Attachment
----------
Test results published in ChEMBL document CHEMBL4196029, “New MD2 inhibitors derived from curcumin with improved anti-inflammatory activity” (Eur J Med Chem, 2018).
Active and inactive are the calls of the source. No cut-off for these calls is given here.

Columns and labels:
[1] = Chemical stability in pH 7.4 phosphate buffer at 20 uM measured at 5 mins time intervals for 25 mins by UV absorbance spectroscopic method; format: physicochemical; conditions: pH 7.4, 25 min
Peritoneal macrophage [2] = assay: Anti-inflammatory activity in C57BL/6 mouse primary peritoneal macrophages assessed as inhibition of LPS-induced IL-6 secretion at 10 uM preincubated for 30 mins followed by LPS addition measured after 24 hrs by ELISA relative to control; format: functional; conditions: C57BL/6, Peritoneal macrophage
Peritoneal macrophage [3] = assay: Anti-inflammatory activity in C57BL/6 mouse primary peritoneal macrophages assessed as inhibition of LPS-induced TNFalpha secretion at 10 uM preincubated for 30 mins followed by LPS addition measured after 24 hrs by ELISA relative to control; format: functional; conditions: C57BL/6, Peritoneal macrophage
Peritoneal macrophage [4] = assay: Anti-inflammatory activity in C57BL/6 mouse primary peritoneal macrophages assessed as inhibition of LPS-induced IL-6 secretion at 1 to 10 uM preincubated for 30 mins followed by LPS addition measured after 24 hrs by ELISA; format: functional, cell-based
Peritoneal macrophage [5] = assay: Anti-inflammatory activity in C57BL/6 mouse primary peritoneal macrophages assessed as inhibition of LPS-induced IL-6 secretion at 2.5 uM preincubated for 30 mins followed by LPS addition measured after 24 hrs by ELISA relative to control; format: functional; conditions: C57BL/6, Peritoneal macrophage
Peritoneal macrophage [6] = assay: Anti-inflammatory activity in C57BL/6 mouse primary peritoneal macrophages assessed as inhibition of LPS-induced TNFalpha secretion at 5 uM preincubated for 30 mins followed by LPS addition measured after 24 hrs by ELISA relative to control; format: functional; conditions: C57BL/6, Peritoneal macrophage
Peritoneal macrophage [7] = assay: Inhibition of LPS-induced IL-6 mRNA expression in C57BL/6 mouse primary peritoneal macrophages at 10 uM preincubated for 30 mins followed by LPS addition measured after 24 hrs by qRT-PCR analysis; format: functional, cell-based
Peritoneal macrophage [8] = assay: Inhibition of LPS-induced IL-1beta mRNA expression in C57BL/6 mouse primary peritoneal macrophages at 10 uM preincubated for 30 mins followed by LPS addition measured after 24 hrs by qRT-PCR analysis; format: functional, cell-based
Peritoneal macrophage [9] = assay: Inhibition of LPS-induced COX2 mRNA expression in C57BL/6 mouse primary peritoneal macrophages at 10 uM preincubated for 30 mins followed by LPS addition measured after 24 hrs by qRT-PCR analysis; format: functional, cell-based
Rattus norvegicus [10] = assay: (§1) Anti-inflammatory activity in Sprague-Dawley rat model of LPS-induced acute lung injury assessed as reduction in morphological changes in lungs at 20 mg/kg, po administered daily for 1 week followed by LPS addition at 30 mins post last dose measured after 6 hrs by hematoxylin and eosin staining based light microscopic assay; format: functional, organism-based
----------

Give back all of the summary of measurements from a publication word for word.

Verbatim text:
Test results published in ChEMBL document CHEMBL4196029, “New MD2 inhibitors derived from curcumin with improved anti-inflammatory activity” (Eur J Med Chem, 2018).
Active and inactive are the calls of the source. No cut-off for these calls is given here.

Columns and labels:
[1] = Chemical stability in pH 7.4 phosphate buffer at 20 uM measured at 5 mins time intervals for 25 mins by UV absorbance spectroscopic method; format: physicochemical; conditions: pH 7.4, 25 min
Peritoneal macrophage [2] = assay: Anti-inflammatory activity in C57BL/6 mouse primary peritoneal macrophages assessed as inhibition of LPS-induced IL-6 secretion at 10 uM preincubated for 30 mins followed by LPS addition measured after 24 hrs by ELISA relative to control; format: functional; conditions: C57BL/6, Peritoneal macrophage
Peritoneal macrophage [3] = assay: Anti-inflammatory activity in C57BL/6 mouse primary peritoneal macrophages assessed as inhibition of LPS-induced TNFalpha secretion at 10 uM preincubated for 30 mins followed by LPS addition measured after 24 hrs by ELISA relative to control; format: functional; conditions: C57BL/6, Peritoneal macrophage
Peritoneal macrophage [4] = assay: Anti-inflammatory activity in C57BL/6 mouse primary peritoneal macrophages assessed as inhibition of LPS-induced IL-6 secretion at 1 to 10 uM preincubated for 30 mins followed by LPS addition measured after 24 hrs by ELISA; format: functional, cell-based
Peritoneal macrophage [5] = assay: Anti-inflammatory activity in C57BL/6 mouse primary peritoneal macrophages assessed as inhibition of LPS-induced IL-6 secretion at 2.5 uM preincubated for 30 mins followed by LPS addition measured after 24 hrs by ELISA relative to control; format: functional; conditions: C57BL/6, Peritoneal macrophage
Peritoneal macrophage [6] = assay: Anti-inflammatory activity in C57BL/6 mouse primary peritoneal macrophages assessed as inhibition of LPS-induced TNFalpha secretion at 5 uM preincubated for 30 mins followed by LPS addition measured after 24 hrs by ELISA relative to control; format: functional; conditions: C57BL/6, Peritoneal macrophage
Peritoneal macrophage [7] = assay: Inhibition of LPS-induced IL-6 mRNA expression in C57BL/6 mouse primary peritoneal macrophages at 10 uM preincubated for 30 mins followed by LPS addition measured after 24 hrs by qRT-PCR analysis; format: functional, cell-based
Peritoneal macrophage [8] = assay: Inhibition of LPS-induced IL-1beta mRNA expression in C57BL/6 mouse primary peritoneal macrophages at 10 uM preincubated for 30 mins followed by LPS addition measured after 24 hrs by qRT-PCR analysis; format: functional, cell-based
Peritoneal macrophage [9] = assay: Inhibition of LPS-induced COX2 mRNA expression in C57BL/6 mouse primary peritoneal macrophages at 10 uM preincubated for 30 mins followed by LPS addition measured after 24 hrs by qRT-PCR analysis; format: functional, cell-based
Rattus norvegicus [10] = assay: (§1) Anti-inflammatory activity in Sprague-Dawley rat model of LPS-induced acute lung injury assessed as reduction in morphological changes in lungs at 20 mg/kg, po administered daily for 1 week followed by LPS addition at 30 mins post last dose measured after 6 hrs by hematoxylin and eosin staining based light microscopic assay; format: functional, organism-based